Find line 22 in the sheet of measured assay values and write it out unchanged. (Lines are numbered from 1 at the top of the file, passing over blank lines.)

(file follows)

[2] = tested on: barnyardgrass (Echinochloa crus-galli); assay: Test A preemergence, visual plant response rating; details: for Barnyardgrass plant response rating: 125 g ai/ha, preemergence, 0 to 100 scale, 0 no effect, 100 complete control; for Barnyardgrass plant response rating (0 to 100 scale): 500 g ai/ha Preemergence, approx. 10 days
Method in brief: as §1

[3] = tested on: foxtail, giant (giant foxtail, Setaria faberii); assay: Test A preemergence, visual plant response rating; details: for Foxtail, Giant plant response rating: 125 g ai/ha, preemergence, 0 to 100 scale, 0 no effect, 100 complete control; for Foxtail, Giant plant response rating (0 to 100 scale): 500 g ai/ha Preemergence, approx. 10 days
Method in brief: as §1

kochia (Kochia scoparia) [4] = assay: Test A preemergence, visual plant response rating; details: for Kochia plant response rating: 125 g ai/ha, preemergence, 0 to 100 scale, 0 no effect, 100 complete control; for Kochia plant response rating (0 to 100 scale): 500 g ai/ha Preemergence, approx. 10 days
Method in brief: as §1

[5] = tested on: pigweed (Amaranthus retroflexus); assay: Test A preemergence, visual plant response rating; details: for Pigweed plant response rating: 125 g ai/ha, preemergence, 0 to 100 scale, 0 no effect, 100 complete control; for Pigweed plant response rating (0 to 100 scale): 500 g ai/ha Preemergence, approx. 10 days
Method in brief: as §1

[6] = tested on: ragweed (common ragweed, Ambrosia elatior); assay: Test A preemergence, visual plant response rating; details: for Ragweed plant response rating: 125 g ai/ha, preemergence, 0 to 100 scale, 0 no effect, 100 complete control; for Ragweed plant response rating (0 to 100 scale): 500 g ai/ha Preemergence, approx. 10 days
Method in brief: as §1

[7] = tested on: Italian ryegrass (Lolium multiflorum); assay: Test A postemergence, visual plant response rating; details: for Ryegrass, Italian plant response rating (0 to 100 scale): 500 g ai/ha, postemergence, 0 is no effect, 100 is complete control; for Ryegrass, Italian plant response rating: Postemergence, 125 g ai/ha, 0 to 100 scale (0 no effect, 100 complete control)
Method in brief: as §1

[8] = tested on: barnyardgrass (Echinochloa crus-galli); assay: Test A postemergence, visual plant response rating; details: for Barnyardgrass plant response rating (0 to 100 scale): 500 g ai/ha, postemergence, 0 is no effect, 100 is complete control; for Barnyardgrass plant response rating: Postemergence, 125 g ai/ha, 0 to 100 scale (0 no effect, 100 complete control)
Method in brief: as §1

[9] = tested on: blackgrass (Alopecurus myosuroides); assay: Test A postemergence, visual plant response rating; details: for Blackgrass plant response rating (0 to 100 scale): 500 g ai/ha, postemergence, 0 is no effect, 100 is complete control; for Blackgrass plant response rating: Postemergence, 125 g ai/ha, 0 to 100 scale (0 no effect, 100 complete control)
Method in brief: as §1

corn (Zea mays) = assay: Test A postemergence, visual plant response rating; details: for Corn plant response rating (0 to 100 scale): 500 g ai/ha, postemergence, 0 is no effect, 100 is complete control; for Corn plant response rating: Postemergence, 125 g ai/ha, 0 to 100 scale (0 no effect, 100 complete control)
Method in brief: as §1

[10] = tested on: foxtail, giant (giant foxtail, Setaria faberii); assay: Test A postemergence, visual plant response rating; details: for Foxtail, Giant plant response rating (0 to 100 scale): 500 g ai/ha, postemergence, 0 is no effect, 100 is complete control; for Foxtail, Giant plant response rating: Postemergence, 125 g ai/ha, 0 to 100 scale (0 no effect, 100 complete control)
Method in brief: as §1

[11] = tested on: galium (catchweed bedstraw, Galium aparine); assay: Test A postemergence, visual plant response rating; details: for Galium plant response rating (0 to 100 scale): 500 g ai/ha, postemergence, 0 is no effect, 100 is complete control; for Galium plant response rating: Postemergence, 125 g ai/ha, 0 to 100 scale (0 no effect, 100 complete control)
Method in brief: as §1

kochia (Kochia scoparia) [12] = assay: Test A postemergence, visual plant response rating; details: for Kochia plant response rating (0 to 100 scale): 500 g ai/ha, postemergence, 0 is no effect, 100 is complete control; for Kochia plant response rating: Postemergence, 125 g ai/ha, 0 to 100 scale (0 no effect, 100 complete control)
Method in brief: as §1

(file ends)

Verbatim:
Method in brief: as §1